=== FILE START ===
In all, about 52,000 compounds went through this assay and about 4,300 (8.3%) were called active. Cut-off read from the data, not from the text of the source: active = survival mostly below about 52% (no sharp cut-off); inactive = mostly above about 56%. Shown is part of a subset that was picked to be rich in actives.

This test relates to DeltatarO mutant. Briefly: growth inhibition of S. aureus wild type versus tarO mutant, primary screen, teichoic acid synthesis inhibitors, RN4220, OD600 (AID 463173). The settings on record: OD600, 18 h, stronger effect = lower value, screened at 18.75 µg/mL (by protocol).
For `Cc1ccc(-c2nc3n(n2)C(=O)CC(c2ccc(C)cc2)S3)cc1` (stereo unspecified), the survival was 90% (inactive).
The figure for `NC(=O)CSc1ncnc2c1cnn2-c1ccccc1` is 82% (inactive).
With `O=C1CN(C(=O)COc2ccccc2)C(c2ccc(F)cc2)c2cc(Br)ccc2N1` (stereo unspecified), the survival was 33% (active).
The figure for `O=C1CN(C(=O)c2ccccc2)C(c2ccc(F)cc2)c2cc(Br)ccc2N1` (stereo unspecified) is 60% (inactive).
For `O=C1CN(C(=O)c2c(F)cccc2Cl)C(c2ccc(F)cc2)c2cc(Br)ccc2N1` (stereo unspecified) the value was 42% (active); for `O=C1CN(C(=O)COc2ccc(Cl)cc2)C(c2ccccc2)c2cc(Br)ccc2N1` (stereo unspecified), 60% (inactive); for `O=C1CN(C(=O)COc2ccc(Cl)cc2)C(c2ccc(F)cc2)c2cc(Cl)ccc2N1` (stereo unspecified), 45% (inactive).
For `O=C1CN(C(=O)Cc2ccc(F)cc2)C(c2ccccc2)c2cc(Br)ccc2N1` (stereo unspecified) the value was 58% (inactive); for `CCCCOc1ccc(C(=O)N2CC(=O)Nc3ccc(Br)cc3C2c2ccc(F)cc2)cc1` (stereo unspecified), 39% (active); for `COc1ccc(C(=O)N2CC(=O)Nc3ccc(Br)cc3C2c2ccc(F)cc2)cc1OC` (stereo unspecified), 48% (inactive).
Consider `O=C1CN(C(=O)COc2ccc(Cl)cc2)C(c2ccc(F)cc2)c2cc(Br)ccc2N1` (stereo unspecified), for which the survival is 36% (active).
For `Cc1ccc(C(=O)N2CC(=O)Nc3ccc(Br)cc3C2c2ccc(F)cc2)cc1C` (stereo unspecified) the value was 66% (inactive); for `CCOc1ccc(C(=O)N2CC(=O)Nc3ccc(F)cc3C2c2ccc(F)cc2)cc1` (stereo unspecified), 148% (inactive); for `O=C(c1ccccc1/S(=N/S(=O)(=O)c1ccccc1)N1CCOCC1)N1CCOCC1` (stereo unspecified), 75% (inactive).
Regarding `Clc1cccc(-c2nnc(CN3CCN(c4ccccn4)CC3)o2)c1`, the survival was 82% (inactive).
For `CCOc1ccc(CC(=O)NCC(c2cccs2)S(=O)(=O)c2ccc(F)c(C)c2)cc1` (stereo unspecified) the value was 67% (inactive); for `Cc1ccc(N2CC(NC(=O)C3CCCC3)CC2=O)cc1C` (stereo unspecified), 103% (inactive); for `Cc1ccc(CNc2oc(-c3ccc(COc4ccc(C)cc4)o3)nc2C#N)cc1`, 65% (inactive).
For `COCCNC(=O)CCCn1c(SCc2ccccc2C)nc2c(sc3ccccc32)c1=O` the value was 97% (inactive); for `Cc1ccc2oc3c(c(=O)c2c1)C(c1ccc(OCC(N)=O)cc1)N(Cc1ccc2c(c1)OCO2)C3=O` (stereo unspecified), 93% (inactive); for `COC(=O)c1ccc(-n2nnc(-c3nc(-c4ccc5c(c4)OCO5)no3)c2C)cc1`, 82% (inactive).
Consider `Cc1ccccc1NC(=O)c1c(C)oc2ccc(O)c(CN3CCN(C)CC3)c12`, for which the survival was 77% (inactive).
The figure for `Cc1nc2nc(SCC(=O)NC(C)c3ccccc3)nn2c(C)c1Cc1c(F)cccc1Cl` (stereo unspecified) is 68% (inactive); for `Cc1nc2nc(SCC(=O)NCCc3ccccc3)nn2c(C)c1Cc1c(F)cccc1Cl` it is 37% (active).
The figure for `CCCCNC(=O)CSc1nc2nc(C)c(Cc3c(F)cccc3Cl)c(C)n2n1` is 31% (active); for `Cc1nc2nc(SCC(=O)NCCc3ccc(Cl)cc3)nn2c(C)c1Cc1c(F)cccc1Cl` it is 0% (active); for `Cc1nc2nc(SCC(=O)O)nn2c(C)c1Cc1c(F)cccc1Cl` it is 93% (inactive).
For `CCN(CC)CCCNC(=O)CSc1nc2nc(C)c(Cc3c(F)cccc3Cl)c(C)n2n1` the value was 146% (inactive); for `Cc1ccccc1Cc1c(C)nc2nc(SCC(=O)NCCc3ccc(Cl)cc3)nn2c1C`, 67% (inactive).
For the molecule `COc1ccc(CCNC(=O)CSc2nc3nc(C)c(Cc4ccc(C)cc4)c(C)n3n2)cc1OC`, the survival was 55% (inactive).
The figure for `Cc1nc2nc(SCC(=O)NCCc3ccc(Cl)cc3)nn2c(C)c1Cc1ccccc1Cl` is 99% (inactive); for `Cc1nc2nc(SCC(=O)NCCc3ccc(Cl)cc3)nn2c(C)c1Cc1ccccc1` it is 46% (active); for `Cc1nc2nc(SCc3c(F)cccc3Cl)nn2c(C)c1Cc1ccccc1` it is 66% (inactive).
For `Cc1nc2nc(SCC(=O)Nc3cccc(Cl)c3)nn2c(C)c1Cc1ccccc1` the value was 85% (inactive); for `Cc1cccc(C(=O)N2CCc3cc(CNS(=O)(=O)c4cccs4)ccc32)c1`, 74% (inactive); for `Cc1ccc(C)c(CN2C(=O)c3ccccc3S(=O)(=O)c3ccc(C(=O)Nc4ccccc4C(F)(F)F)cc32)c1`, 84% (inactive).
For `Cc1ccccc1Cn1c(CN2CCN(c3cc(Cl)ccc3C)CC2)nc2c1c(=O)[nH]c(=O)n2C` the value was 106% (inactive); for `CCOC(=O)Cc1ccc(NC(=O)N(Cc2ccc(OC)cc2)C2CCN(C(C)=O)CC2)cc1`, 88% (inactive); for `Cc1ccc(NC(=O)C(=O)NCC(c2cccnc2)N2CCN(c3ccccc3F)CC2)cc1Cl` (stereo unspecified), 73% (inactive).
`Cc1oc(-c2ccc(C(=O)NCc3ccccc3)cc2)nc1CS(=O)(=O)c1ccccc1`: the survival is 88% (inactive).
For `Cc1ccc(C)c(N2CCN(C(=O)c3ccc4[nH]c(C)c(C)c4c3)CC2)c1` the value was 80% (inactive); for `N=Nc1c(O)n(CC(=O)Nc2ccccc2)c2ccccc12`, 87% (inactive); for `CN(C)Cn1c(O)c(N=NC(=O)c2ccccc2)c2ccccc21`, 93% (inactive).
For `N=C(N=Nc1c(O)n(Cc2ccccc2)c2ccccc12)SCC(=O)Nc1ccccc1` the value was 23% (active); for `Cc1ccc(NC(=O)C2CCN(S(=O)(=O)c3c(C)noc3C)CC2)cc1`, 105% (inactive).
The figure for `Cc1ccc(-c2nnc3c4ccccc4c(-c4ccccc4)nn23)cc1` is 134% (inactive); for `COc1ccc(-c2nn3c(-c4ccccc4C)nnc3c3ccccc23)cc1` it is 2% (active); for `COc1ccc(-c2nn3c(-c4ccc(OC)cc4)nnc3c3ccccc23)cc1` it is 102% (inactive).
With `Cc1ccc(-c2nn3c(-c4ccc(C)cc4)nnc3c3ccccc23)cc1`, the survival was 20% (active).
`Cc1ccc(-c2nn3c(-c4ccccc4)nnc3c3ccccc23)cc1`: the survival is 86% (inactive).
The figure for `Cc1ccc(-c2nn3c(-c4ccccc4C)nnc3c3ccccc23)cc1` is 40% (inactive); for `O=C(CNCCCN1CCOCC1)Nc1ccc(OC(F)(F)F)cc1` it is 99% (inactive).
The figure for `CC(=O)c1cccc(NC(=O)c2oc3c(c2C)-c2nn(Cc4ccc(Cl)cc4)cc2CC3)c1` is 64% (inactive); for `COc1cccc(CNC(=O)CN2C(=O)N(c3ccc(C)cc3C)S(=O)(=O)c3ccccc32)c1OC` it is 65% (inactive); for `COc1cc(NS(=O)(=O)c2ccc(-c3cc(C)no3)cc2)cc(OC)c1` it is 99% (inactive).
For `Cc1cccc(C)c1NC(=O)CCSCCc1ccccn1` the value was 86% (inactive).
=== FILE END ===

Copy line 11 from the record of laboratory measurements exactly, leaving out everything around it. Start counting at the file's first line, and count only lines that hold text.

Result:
Regarding `Clc1cccc(-c2nnc(CN3CCN(c4ccccn4)CC3)o2)c1`, the survival was 82% (inactive).